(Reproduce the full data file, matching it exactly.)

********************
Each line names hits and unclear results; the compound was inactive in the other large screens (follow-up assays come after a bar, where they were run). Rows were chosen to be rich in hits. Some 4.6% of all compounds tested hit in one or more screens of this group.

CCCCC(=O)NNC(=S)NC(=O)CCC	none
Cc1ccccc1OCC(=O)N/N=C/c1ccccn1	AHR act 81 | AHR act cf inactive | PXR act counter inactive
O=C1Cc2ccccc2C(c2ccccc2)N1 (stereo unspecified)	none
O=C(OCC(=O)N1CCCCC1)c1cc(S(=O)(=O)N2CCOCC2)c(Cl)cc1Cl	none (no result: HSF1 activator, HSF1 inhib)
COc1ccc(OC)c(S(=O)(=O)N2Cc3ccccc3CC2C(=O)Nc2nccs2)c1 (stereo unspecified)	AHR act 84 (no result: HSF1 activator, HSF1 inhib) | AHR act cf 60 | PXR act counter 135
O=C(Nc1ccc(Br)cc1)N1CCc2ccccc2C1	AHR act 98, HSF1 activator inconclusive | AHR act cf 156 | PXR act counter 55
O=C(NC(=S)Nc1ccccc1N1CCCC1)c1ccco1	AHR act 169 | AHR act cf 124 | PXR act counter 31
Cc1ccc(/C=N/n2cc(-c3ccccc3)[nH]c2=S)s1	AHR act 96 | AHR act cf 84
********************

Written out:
Each line names hits and unclear results; the compound was inactive in the other large screens (follow-up assays come after a bar, where they were run). Rows were chosen to be rich in hits. Some 4.6% of all compounds tested hit in one or more screens of this group.

CCCCC(=O)NNC(=S)NC(=O)CCC	none
Cc1ccccc1OCC(=O)N/N=C/c1ccccn1	AHR act 81 | AHR act cf inactive | PXR act counter inactive
O=C1Cc2ccccc2C(c2ccccc2)N1 (stereo unspecified)	none
O=C(OCC(=O)N1CCCCC1)c1cc(S(=O)(=O)N2CCOCC2)c(Cl)cc1Cl	none (no result: HSF1 activator, HSF1 inhib)
COc1ccc(OC)c(S(=O)(=O)N2Cc3ccccc3CC2C(=O)Nc2nccs2)c1 (stereo unspecified)	AHR act 84 (no result: HSF1 activator, HSF1 inhib) | AHR act cf 60 | PXR act counter 135
O=C(Nc1ccc(Br)cc1)N1CCc2ccccc2C1	AHR act 98, HSF1 activator inconclusive | AHR act cf 156 | PXR act counter 55
O=C(NC(=S)Nc1ccccc1N1CCCC1)c1ccco1	AHR act 169 | AHR act cf 124 | PXR act counter 31
Cc1ccc(/C=N/n2cc(-c3ccccc3)[nH]c2=S)s1	AHR act 96 | AHR act cf 84